Pop culture

Video games has opened a new culture in the world of entertainment leading to the emergence of a new form of popular culture. It is recorded that the initial games used interactive electronic devices with various display formats. Some of the earliest examples of video games the Cathode ray tube Amusement Device that was filed for a patent on 25 January 1947 by Thomas T. Goldsmith Jr. and Estle Ray Mann. The two designers were deeply inspired by radar display tech that was made up of an analog device that allowed a user to control a vector-drawn dot on the screen to simulate a missile being fired at targets, which were drawings fixed to the screen.
While there has been a great element of changes leading to ink split on video game culture, the actual definition of the term is often treated as common sense to many people. The unraveling of the discourses surrounding video game culture offers room for people to envisioned in the power dynamics involved in attributing certain characteristics to it, as well as naming it. This approach has implications for how video games are studied as well as how they are interlinked with how culture is studied more broadly. By critically examining how video game culture has been defined in both press and academic articles, this paper seeks to elaborate how this cultural aspect has emerged to be considered on the most advanced forms of the popular culture.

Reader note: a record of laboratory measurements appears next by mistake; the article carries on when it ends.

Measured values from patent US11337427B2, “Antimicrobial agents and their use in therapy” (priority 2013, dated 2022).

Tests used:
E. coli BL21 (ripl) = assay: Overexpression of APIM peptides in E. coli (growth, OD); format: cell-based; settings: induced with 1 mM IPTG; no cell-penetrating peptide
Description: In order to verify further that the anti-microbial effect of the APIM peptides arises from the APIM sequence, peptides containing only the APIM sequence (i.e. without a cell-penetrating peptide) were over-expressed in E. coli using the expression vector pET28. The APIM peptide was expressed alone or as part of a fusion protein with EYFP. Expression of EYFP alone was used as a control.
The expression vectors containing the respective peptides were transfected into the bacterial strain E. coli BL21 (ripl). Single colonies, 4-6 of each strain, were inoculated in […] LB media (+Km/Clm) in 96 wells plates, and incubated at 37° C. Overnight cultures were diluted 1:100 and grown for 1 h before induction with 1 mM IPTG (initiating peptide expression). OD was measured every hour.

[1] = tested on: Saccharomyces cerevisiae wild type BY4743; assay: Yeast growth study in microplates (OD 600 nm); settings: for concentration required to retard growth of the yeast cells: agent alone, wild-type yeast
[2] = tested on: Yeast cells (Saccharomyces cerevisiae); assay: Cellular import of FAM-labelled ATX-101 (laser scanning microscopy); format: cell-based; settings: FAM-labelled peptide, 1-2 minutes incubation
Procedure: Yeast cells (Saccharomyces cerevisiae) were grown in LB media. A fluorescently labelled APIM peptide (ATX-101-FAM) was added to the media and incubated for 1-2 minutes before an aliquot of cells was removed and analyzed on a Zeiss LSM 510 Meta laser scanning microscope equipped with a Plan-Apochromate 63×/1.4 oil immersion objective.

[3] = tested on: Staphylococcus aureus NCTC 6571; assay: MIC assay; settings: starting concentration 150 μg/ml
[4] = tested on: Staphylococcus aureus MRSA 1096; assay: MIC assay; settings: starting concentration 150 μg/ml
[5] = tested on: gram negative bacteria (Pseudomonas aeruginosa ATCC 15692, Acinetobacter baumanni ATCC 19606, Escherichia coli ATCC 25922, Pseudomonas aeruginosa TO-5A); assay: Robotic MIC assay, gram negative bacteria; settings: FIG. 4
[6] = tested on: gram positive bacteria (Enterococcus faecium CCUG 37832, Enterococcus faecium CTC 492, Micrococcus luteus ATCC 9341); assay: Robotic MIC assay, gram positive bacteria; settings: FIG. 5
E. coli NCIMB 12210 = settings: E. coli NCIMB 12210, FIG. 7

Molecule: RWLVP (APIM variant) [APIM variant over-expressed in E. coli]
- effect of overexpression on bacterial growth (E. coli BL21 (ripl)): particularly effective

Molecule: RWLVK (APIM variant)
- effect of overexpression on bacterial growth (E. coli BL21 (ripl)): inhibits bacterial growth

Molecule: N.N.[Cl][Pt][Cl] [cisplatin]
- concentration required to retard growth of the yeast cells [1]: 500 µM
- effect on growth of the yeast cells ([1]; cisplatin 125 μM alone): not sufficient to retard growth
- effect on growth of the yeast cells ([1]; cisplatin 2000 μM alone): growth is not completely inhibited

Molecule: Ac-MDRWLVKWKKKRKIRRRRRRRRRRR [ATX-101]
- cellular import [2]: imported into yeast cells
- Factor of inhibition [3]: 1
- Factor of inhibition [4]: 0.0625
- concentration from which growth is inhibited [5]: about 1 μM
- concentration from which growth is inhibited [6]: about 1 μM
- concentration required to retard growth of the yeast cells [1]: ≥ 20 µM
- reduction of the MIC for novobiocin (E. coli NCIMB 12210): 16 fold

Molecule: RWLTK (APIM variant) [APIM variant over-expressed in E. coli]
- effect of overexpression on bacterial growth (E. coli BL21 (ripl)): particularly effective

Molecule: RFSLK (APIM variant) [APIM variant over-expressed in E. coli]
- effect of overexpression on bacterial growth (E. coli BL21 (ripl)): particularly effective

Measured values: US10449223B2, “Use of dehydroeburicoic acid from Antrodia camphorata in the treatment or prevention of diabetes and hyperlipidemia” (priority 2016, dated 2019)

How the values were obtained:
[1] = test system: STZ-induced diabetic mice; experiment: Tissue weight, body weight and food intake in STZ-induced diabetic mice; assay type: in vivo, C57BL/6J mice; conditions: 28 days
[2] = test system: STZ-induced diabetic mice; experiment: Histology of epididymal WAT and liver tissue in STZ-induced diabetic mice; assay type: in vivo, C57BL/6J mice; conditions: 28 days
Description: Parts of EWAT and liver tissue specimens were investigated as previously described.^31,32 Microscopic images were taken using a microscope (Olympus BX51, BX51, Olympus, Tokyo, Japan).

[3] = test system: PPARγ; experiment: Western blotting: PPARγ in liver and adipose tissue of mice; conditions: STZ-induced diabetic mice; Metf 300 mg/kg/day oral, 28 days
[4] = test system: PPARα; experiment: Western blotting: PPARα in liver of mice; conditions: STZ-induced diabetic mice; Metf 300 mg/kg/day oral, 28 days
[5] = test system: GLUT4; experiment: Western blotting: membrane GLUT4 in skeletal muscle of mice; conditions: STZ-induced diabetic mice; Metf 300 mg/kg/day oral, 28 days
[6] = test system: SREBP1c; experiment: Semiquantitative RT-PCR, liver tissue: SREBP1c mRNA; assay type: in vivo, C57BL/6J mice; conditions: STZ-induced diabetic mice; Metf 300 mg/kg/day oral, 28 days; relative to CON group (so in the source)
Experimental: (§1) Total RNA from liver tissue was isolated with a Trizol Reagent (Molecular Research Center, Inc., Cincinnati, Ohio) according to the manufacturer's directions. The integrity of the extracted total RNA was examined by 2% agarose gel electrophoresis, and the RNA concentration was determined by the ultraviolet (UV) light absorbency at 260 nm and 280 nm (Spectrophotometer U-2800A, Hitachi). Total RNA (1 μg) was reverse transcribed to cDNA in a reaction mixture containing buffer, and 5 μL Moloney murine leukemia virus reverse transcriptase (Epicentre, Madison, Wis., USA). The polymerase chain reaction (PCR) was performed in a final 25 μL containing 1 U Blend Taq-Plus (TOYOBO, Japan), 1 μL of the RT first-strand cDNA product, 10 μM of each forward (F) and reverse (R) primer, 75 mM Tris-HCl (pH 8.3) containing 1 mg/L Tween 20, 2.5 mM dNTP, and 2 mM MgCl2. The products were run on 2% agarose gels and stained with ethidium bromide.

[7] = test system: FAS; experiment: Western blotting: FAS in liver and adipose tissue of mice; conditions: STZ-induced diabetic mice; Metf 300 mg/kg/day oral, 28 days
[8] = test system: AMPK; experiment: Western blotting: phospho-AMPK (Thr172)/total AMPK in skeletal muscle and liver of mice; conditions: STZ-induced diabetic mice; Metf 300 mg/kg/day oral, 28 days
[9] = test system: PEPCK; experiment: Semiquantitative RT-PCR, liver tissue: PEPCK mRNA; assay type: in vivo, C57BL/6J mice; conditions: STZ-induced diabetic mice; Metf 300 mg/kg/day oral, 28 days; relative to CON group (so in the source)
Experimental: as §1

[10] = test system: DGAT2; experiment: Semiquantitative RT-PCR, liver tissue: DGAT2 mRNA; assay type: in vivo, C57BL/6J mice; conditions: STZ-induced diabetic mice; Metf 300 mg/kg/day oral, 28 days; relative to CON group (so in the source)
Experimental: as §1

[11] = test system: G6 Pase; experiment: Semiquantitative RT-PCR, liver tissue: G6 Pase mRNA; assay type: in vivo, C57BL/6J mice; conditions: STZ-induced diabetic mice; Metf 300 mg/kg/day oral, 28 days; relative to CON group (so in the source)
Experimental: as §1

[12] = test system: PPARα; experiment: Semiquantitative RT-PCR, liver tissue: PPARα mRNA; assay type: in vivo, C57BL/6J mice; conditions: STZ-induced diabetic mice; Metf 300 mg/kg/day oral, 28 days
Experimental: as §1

According to Tom Bissell in Extra Lives: Why video games matter, the rise of video in the current generation has resulted to the emergence of a new form of popular culture. He admits his great love and passion for the games. It is recorded that millions of adults all over the world, spend several hours every week playing video games leading to the growth of the industry. It is estimated that the industry is likely to outdo the film industry in Hollywood. However, the